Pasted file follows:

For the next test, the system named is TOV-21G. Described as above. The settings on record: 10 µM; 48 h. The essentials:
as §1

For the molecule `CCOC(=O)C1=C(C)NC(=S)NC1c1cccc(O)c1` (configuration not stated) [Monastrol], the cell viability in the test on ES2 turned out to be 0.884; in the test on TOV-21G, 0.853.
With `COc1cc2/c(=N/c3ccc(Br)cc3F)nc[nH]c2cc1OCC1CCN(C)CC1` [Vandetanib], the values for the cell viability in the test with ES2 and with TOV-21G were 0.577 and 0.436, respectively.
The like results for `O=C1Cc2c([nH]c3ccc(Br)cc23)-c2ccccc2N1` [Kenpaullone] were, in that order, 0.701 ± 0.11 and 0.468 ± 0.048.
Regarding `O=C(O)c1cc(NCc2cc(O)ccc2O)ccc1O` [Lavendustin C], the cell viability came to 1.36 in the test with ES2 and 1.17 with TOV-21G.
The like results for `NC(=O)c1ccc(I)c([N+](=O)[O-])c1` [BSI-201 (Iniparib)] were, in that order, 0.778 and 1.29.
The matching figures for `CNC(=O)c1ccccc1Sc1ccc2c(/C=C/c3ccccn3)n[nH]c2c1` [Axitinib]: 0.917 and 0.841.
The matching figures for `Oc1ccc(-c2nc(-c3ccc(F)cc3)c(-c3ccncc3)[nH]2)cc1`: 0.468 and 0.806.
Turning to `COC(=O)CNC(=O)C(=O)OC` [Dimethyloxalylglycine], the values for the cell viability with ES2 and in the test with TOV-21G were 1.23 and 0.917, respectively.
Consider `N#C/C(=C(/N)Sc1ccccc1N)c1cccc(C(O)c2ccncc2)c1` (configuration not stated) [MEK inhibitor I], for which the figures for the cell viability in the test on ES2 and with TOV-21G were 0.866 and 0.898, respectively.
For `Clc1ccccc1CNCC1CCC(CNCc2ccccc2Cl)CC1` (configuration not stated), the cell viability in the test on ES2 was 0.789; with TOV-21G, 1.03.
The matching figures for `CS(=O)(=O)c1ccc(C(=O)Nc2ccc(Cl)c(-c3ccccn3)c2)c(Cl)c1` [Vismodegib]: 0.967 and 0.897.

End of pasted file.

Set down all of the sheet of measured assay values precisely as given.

For the next test, the system named is TOV-21G. Described as above. The settings on record: 10 µM; 48 h. The essentials:
as §1

For the molecule `CCOC(=O)C1=C(C)NC(=S)NC1c1cccc(O)c1` (configuration not stated) [Monastrol], the cell viability in the test on ES2 turned out to be 0.884; in the test on TOV-21G, 0.853.
With `COc1cc2/c(=N/c3ccc(Br)cc3F)nc[nH]c2cc1OCC1CCN(C)CC1` [Vandetanib], the values for the cell viability in the test with ES2 and with TOV-21G were 0.577 and 0.436, respectively.
The like results for `O=C1Cc2c([nH]c3ccc(Br)cc23)-c2ccccc2N1` [Kenpaullone] were, in that order, 0.701 ± 0.11 and 0.468 ± 0.048.
Regarding `O=C(O)c1cc(NCc2cc(O)ccc2O)ccc1O` [Lavendustin C], the cell viability came to 1.36 in the test with ES2 and 1.17 with TOV-21G.
The like results for `NC(=O)c1ccc(I)c([N+](=O)[O-])c1` [BSI-201 (Iniparib)] were, in that order, 0.778 and 1.29.
The matching figures for `CNC(=O)c1ccccc1Sc1ccc2c(/C=C/c3ccccn3)n[nH]c2c1` [Axitinib]: 0.917 and 0.841.
The matching figures for `Oc1ccc(-c2nc(-c3ccc(F)cc3)c(-c3ccncc3)[nH]2)cc1`: 0.468 and 0.806.
Turning to `COC(=O)CNC(=O)C(=O)OC` [Dimethyloxalylglycine], the values for the cell viability with ES2 and in the test with TOV-21G were 1.23 and 0.917, respectively.
Consider `N#C/C(=C(/N)Sc1ccccc1N)c1cccc(C(O)c2ccncc2)c1` (configuration not stated) [MEK inhibitor I], for which the figures for the cell viability in the test on ES2 and with TOV-21G were 0.866 and 0.898, respectively.
For `Clc1ccccc1CNCC1CCC(CNCc2ccccc2Cl)CC1` (configuration not stated), the cell viability in the test on ES2 was 0.789; with TOV-21G, 1.03.
The matching figures for `CS(=O)(=O)c1ccc(C(=O)Nc2ccc(Cl)c(-c3ccccn3)c2)c(Cl)c1` [Vismodegib]: 0.967 and 0.897.